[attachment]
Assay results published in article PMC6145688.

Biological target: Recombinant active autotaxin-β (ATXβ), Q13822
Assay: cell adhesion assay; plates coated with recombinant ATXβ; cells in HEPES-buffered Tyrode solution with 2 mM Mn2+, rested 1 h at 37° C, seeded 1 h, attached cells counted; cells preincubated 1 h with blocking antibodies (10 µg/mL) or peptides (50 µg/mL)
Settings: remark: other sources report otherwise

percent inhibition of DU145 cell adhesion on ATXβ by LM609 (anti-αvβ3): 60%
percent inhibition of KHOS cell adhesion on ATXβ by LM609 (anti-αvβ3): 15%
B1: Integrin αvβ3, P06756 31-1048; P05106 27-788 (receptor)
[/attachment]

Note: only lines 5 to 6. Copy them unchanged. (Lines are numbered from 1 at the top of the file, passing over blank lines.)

percent inhibition of DU145 cell adhesion on ATXβ by LM609 (anti-αvβ3): 60%
percent inhibition of KHOS cell adhesion on ATXβ by LM609 (anti-αvβ3): 15%